Findings from the Climate Institute research include:
Australians are concerned that the seriousness of climate change is underestimated by the government (59% agree, 32% strongly agreeing, 16% disagree).
63% think the Abbott government should take climate change more seriously, up six points from 2014.
71% of Australians agree “it is inevitable that Australia’s current coal-fired generation will need to be replaced” (13% neutral, 5% disagree, 11% don’t know).
72% agree governments need to implement a plan to ensure the orderly closure of old coal plants and their replacement with clean energy (7% disagree and 14% neutral).
65% agree that “reducing the investment in windfarms and householder solar power is the opposite of what is needed” (39% strongly agree,11% disagree).
Solar is the most preferred energy source: when presented with eight sources, 84% of respondents place solar energy within their top three preferred options. This is up 2 points from 2014. Wind energy is the second most preferred option, with 69% supporting it in their preferred energy mix. Coal and nuclear are least preferred with only a 13% backing each as a top three choice.
From the Australian Guardian.
More pressure could be applied to our Byron Shire Council and the local land-care groups on the amount of herbicide that is still being applied through-out-on drain and creek banks and road edges ect.
FRENCH Ecology Minister Segolene Royal announced Sunday a ban on the sale of popular weedkiller Roundup from garden centres, which the UN has warned may be carcinogenic.
We should not want everything to be subject to our will, but to good sense.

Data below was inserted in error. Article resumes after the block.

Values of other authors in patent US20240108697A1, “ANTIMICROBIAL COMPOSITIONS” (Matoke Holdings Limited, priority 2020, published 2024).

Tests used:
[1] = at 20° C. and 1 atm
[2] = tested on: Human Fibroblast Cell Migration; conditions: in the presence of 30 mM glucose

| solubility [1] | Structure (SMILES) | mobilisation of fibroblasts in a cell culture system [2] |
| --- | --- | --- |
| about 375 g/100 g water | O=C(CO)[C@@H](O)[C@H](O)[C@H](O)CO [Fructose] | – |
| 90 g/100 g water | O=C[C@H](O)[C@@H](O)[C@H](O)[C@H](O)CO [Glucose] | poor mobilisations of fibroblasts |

— Kalamunda Shire is reviewing its use of glyphosate in the wake of the World Health Organisation’s International Agency for Research on Cancer (IARC) labelling the pesticide as “probably carcinogenic to humans.” Shire chief executive officer Rhonda Hardy said the shire used 1400 litres of the chemical, commonly marketed as Roundup, each year on shire-owned buildings, gardens, road reserves and fire breaks. “In light of the recent developments the shire is pursuing further information from state and federal governments regarding the potential future use of this substance and any associated risks,” she said. The City of Swan and Shire of Mundaring said it was guided by the Australian Pesticides and Veterinary Medicines Authority (APVMA) that states the label instructions on all glyphosate products, when followed, provided adequate protection for users. Shire of Mundaring acting CEO Paul O’Connor said the shire regularly reviewed the use of all chemicals used within the shire, including glyphosate. “The shire is committed to ensuring the health and safety of our community, employees and contractors,” he said. “Should the advice regarding the use of glyphosate change, the shire will liaise with the Department of Health in regards to the appropriate action.” City of Swan CEO Mike Foley said the city used 10,000 litres of glyphosate per annum. “The city reviews all chemicals to ensure that the best and most appropriate product is being used in targeting weed species,” he said. Mr Foley said other methods of weed control were less effective. “Generally the city uses mulch in all landscapes, however mulched areas still need to be sprayed,” he said. “The city did trial natural weed control methods, such as steam, however this was not effective practically or financially sustainable.”